Foreign Policy during First 100 Days: America First or Improvise? (reception and program)
Monday, May 1, 5-7 p.m.—Sié Complex, 5th floor, Maglione Hall
Join this follow-up to the November 2016 Election Fallout event. Korbel Dean Christopher Hill and Crossley Center Director Floyd Ciruli will discuss President Trump's first 100 days in office and what's next. A reception will begin at 5 p.m., with the presentation and Q&A to follow at 5:30 p.m. Please register here by Thursday, April 27.
inaugural Dale tooley cancer research lecture
Wednesday, May 3, 4 p.m.—Engineering & Computer Sciences building, 5th floor
The Division of Natural Sciences & Mathematics will host this lecture featuring Dr. Dan Theodorescu (CU- Anschutz). Theodorescu will present "Translating Cancer Biology into Cancer Therapies." The lecture is free and open to the public.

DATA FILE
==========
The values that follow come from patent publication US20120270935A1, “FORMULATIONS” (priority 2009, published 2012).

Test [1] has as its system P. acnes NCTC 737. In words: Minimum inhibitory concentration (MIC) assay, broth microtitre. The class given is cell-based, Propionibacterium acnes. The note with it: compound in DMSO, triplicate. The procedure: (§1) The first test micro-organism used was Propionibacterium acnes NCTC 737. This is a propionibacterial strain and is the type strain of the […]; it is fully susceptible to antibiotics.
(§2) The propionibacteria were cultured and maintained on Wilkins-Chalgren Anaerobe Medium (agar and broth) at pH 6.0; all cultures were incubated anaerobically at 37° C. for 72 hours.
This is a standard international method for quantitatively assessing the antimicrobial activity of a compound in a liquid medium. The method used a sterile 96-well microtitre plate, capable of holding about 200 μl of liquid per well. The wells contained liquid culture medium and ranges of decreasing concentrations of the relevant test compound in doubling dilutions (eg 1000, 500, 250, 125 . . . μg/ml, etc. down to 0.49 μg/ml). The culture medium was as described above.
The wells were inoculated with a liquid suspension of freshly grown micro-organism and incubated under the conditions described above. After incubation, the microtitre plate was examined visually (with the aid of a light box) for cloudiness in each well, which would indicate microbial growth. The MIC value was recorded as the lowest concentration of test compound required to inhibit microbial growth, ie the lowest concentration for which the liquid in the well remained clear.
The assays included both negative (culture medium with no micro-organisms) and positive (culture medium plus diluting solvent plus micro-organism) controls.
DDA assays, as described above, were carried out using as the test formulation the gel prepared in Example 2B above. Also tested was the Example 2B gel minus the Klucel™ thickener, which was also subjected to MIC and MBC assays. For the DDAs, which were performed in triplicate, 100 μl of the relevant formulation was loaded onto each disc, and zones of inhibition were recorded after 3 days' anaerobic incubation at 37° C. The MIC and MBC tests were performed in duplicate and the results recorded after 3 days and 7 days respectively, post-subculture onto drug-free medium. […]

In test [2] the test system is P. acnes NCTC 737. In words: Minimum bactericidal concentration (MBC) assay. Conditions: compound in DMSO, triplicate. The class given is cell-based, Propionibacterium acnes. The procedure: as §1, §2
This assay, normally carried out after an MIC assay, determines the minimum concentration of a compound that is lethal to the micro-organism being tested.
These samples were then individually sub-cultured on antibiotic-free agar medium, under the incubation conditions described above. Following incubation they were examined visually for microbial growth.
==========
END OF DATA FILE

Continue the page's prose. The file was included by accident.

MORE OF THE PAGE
von stroh classroom dedication ceremony
Wednesday, May 3, 6 p.m.—Margery Reed Building
Please join us to dedicate the classroom in honor of Gordon E. Von Stroh, professor emeritus. We will celebrate the occasion with food from Mustard's Last Stand, one of Gordon's favorite restaurants. Please RSVP by April 28; for additional information contact Jaleesa.McIntosh@du.edu or by phone 303.871.4058.
breakdown: the future of our two-party system
Wednesday, May 3, 7–9 p.m.
The 2016 elections showed some sharp splits within America's major political parties. What does the future hold for them? Can they overcome their internal divisions? Are they capable of governing? Or are we witnessing a breakdown of America's venerable two-party system? Gather insight from Professor Seth Masket, chair of the Political Science department and author of The Inevitable Party: Why Attempts to Kill the Party System Fail and How They Weaken Democracy. Faculty and staff use code EPZONEW17 to save 20 percent on registration.
The Chain of Perception in Black America (Panel discussion)
Thursday, May 4, 4-6 p.m.—Lindsay Auditorium, Sturm Hall 281